Research has identified areas where people are most at risk of ending up homeless (Reuters)

Homeowners in the London borough of Barking and Dagenham face the highest risk of repossession, a charity warns.

Research compiled by homeless charity Shelter has identified the London borough as the area in England in which people have the greatest risk of losing their homes, followed by Knowsley and Rossendale in northwest England, Thurrock in the east and the London borough of Lewisham.

Shelter warns of the constantly increasing risk of home loss in the UK, as homeowners struggle to balance their budgets.

"Most people think that repossession will never happen to them, but rising unemployment, high living costs and even higher house prices mean that many people are living close to the edge already and risk falling into a spiral of debt and repossession," said Campbell Robb, chief executive of Shelter.

For its research, the charity analysed data from the Ministry of Justice for the financial year 2011/12 on rates of claims leading to possession orders per 1,000 households across every every authority in England, which were then ranked.

According to the findings, repossession rates varied greatly across the country, with Barking and Dagenham having a rate of 8.44 per 1,000 homes, almost eight times that of Dorset, which had the lowest rate of 1.06 per 1,000.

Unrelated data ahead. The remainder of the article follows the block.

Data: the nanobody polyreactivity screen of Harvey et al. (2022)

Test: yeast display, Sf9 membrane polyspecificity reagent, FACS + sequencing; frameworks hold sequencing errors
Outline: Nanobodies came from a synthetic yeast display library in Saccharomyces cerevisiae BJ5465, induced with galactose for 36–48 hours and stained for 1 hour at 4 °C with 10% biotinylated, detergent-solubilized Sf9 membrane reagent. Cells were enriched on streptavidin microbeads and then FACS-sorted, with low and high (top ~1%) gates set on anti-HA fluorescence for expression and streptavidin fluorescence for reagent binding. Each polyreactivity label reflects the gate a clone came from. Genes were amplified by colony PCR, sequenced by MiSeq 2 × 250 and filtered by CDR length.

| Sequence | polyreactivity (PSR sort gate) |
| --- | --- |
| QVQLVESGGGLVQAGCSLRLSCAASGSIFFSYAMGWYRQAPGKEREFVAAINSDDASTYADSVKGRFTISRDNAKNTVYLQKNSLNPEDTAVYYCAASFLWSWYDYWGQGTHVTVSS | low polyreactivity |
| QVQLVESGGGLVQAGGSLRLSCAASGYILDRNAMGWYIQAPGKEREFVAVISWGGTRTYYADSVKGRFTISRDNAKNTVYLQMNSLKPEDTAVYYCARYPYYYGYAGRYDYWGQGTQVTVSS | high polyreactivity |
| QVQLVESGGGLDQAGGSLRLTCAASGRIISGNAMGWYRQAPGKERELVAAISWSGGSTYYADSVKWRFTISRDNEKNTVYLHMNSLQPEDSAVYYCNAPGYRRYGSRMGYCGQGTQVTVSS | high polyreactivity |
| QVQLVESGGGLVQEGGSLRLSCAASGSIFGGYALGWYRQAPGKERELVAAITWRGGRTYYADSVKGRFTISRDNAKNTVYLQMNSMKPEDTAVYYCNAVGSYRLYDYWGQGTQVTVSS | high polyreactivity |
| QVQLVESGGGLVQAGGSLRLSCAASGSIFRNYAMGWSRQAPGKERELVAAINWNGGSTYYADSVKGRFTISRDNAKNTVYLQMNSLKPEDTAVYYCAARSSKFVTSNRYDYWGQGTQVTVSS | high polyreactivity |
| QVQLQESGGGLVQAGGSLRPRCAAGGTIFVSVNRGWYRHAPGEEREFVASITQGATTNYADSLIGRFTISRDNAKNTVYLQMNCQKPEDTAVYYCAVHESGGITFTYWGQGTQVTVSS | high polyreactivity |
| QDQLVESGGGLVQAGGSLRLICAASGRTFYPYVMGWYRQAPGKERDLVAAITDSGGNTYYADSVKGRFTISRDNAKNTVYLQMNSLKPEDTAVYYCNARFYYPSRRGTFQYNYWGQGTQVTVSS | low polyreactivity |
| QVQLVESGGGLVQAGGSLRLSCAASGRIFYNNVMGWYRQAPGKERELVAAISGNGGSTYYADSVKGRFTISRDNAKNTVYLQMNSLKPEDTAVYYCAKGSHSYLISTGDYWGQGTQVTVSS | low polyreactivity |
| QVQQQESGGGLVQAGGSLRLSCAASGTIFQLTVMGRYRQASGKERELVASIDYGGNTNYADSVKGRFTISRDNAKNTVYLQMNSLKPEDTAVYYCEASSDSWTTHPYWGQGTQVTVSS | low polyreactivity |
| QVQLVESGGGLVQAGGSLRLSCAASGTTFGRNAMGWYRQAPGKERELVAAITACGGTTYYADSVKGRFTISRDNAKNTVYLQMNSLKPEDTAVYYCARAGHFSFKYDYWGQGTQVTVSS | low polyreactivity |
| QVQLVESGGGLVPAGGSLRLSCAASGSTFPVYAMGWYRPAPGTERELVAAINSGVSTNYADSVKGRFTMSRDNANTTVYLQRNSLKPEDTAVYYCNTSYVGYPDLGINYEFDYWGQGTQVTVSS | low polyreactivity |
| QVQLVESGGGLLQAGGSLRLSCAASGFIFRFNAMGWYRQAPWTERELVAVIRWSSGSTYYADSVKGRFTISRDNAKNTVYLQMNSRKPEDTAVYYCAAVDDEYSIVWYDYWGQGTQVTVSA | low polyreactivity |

Once the results were put on to a map, clusters appeared in high-risk areas. These were: Durham and Tyneside; the West Midlands conurbation; Northampton, Wellington and Milton Keynes; South Holland, Peterborough and Fenland; East London and the Thames Estuary, as well as a "red band" stretching across the North from the Mersey to the Humber.

Shelter mapped areas in England at high risk of home repossession (Shelter)

The research identified a strong link between unemployment and repossession. Although the unemployment rate in the UK fell to 8.2 percent in March, the number of people in full-time employment continues to drop.

The average rate of unemployment in areas with the highest numbers of repossessions were 10.4 percent, compared to a rate of 5.5 percent in areas with the lowest numbers.

"The journey from being a homeowner to becoming homeless can be frighteningly swift, with just one small thing like a wage cut, a health problem or a job loss meaning that a family can no longer meet their mortgage payments," Robb said.

"When repossession happens, the impact on families is devastating - research shows people think repossession is worse than having to fight a child custody battle.

"Housing is the largest monthly cost for many homeowners, yet the affordability of housing is not getting the same government attention as the monthly costs of other essentials, such as food or energy bills."